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Hospice Word Cloud

Hospice is a word that should be welcomed and not feared. It is almost certain when you say the word hospice in the community that it is met with fear, uncertainty, and thoughts of immediate death. This is far from the truth. Hospice is an end-of-life concept of care that focuses on comfort, dignity, respect, and quality of life. To understand where the hospice medical concept came from, it is important to understand how and why hospice originated in the United States and the Amarillo community.

The term “hospice” (from the same linguistic root as “hospitality”) can be traced back to medieval times when it referred to a place of shelter and rest for weary or ill travelers on a long journey. The name was first applied to specialized care for dying patients by physician Dame Cicely Saunders, who began her work with the terminally ill in 1948 and eventually went on to create the first modern hospice—St. Christopher’s Hospice—in a residential suburb of London (NHPCO, 2018).

Saunders introduced the idea of specialized care for the dying to the United States during a 1963 visit with Yale University. Her lecture, given to medical students, nurses, social workers, and chaplains about the concept of holistic hospice care, included photos of terminally ill cancer patients and their families, showing the dramatic differences before and after the symptom control care. This lecture launched the following chain of events, which resulted in the development of hospice care as we know it today (NHPCO, 2018).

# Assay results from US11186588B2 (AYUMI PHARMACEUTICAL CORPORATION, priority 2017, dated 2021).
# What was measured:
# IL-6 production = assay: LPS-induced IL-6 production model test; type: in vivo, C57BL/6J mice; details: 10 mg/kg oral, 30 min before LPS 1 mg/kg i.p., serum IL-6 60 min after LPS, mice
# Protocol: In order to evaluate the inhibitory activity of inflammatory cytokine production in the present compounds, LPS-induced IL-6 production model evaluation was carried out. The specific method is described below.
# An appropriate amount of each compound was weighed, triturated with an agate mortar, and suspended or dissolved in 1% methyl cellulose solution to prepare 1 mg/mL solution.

Hospice care in Amarillo, Texas was born October 10, 1980 by Sister Olivia Prendergast, RN, Chaplain. Sister Olivia was fortunate enough to complete some of her training in London where she met Dr. Cicely Saunders, tour the hospice facility, and talk to hospice patients and their families. This sparked her interested in providing compassionate care to patients at the end of their life. After taking a job at St. Anthony’s hospital in Amarillo, she recognized that a lot of the referrals that they were receiving were patients who needed end-of-life comfort care instead of aggressive medical treatment. In collaboration with St. Anthony’s hospital, a hospice program for patients who had been diagnosed with a terminal illness was created. Sister Olivia burned with a passion to care for the dying, “She Was Hospice” (Prendergast, 2002).

BSA Hospice of the Southwest strives to uphold the values and the concept of care that Sister Olivia was so passionate about. BSA Hospice of the Southwest is comprised of a highly skilled and compassionate team of caregivers that are specifically trained in pain and symptom management. The hospice team includes physicians, nurses, social workers, hospice aides, chaplains, and volunteers who are all focused on giving patients and families in the Texas Panhandle the physical and emotional support needed to have a quality end-of-life experience. (BSA Hospice of the Southwest, 2018).

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